The bunyip, drop bears, yowie…these are just a few names that pop into my head when I think of Australian folklore/mythologies. These are a series of tales that have developed and sustained Australian culture over many years.
I’ve always considered myself to be culturally understanding, specifically of Australian Aboriginal dreamtime stories and their culture significance. After entering the realm of BCM320, I found that there is more to my understanding of Asian culture than I am aware of. Thus, for my digital artefact I chose to research the topic of mythologies and folklores from an Asian country. Every country has their traditional land owners and history and I believed this was the perfect opportunity to research into the lesser known traditions of an Asian culture from a western perspective.
I decided to choose the country I knew the least about overall and I chose the Philippines, to undergo a field study of Filipino folklore and mythologies.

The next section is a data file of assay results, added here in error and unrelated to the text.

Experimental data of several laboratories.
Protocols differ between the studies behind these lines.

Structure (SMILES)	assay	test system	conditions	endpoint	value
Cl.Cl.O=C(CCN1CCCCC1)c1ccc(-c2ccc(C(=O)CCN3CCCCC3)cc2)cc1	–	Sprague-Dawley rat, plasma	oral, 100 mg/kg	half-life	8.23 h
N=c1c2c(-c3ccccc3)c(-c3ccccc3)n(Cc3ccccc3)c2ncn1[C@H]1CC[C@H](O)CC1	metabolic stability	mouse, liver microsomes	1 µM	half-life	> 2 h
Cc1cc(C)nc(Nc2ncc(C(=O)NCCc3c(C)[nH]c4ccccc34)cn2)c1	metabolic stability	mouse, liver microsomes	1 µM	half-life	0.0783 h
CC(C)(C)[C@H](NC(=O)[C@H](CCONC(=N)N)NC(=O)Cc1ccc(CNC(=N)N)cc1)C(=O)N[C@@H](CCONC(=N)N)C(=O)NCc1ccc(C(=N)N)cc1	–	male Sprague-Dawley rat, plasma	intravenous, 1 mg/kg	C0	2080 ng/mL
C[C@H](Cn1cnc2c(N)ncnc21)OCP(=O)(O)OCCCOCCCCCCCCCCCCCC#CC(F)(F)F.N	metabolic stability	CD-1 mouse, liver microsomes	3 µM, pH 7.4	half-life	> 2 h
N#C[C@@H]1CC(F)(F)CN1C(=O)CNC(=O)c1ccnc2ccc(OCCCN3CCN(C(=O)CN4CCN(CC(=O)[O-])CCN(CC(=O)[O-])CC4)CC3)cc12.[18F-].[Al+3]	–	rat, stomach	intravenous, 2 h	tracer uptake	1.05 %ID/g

During my research into the topic I watched a variety of videos that looked at different mythologies and then chose two to focus on (due to time constraints). In order to determine two mythologies, I looked into the Ellis reading to determine if there is a topic we favour due to our own experiences.
Ellis highlights how “when researchers do autoethnography, they retrospectively and selectively write about epiphanies that stem from, or are made possible by, being part of a culture and/or by possessing a particular cultural identity” (Ellis, 2011). Carrying on from this, Mitch Allen highlights that “auto-ethnographers must look at experience analytically. Otherwise [you’re] telling [your] story—and that’s nice—but people do that on Oprah [a U.S.-based television program] every day. Why is your story more valid than anyone else’s?”
So, what made Filipino mythology more significant?
I bought it down to the understanding that, as an auto-ethnogrpaher I wanted to produce a piece of work that encompassed and included “aesthetic and evocative thick descriptions of personal and interpersonal experience, which can be accomplished by first discerning patterns of cultural experience evidenced by field notes, interviews, and/or artefacts, and then describing these patterns using facets of storytelling” (Ellis, 2011).
More information regarding my research process can be found here.